Ex-Malaysia PM Najib Razak says effort on to reclaim valuables seized by police

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Malaysia's former prime minister Najib Razak can be seen in this file photo. (Reuters)
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Malaysia's former prime minister Najib Razak can be seen in this file photo. (Reuters)
Updated 29 June 2018
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Ex-Malaysia PM Najib Razak says effort on to reclaim valuables seized by police

  • Malaysian police on Wednesday said items seized in the raids on various Najib-linked properties, including cash, jewellery and luxury handbags, are worth up to $273 million.
  • Police said the searches, part of investigations into scandal-hit sovereign wealth fund 1MDB, netted 12,000 pieces of jewellery, bags containing almost $30 million in cash across 26 different currencies, more than 400 watches worth $19.3 million, and othe

KUALA LUMPUR: Ousted Malaysian Prime Minister Najib Razak said relatives and "third parties" have begun the legal process to reclaim valuables seized in police raids, insisting that most of the items were gifts.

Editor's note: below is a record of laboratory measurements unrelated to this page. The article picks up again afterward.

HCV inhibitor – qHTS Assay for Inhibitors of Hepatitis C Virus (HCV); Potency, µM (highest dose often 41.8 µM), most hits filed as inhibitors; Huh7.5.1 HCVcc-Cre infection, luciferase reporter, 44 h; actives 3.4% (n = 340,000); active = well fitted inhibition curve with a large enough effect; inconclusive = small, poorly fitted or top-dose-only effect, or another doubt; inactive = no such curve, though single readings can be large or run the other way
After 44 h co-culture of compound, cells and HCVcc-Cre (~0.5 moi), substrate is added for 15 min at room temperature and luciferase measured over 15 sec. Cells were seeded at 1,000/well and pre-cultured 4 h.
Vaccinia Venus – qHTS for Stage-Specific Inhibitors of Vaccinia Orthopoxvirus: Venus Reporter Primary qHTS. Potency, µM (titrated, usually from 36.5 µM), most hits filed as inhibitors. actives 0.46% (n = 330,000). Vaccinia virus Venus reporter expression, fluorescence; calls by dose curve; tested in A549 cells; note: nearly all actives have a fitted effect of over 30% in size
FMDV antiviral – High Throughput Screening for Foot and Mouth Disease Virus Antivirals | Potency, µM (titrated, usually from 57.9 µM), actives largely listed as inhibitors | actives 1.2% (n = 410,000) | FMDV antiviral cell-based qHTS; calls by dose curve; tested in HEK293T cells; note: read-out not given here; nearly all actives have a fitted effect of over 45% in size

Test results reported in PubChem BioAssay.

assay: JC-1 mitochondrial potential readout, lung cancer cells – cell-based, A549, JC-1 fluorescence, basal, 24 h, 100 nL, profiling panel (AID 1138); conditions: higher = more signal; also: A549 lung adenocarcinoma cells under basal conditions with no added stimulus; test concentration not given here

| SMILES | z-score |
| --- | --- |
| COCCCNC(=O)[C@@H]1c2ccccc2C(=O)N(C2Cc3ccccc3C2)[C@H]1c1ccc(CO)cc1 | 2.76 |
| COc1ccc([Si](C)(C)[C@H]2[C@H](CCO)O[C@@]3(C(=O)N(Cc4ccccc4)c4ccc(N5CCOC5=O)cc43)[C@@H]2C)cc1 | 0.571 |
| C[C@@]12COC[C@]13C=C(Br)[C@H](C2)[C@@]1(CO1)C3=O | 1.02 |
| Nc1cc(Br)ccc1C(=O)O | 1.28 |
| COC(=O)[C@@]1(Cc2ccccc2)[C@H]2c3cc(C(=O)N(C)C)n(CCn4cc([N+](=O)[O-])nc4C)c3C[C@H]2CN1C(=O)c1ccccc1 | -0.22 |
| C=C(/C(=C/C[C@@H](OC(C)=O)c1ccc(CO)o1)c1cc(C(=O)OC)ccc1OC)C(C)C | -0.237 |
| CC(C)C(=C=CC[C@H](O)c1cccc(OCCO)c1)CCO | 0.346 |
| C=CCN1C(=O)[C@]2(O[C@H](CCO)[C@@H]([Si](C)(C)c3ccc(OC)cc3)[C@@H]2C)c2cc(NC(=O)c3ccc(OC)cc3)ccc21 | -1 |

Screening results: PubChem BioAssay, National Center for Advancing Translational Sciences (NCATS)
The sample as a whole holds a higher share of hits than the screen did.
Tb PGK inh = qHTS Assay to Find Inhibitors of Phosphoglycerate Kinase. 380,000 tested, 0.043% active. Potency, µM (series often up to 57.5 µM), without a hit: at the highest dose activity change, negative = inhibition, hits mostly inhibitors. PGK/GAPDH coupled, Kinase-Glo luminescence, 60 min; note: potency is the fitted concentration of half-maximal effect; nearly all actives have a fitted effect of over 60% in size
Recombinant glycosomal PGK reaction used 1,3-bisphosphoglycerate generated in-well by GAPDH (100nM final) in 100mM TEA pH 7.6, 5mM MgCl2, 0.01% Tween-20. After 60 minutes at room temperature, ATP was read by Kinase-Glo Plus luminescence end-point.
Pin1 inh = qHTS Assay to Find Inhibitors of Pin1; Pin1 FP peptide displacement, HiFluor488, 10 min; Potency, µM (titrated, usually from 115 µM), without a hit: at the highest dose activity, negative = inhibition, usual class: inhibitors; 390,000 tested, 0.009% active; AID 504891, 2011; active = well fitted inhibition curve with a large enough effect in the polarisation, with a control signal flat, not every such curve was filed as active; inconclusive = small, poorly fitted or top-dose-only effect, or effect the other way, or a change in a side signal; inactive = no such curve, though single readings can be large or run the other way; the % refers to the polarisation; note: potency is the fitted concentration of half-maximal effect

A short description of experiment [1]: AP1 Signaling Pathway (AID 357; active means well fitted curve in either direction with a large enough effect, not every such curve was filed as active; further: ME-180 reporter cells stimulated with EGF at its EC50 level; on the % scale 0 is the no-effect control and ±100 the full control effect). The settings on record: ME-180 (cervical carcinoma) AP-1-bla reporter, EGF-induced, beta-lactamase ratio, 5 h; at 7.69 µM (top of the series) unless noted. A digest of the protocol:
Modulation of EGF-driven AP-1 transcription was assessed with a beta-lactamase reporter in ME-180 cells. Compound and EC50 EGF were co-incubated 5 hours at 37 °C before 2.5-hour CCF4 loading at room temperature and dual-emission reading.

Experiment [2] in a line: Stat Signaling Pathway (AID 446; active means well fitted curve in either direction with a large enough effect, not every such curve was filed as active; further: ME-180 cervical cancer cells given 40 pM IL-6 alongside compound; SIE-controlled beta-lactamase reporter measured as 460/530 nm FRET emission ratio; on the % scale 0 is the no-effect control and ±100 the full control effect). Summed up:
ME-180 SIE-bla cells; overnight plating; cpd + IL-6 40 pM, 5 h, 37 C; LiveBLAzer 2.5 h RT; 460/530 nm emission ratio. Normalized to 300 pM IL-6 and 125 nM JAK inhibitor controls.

Malaysian police on Wednesday said the items seized in the raids on various Najib-linked properties, including cash, jewellery and luxury handbags, are worth up to $273 million.
Police said the searches, part of investigations into scandal-hit sovereign wealth fund 1MDB, netted 12,000 pieces of jewellery, bags containing almost $30 million in cash across 26 different currencies, more than 400 watches worth $19.3 million, and other high-end designer goods.
Najib, whose Barisan Nasional coalition was ousted in elections last month, has been linked to the 1MDB scandal while his wife Rosmah Mansor has been widely criticised for her extravagant shopping sprees.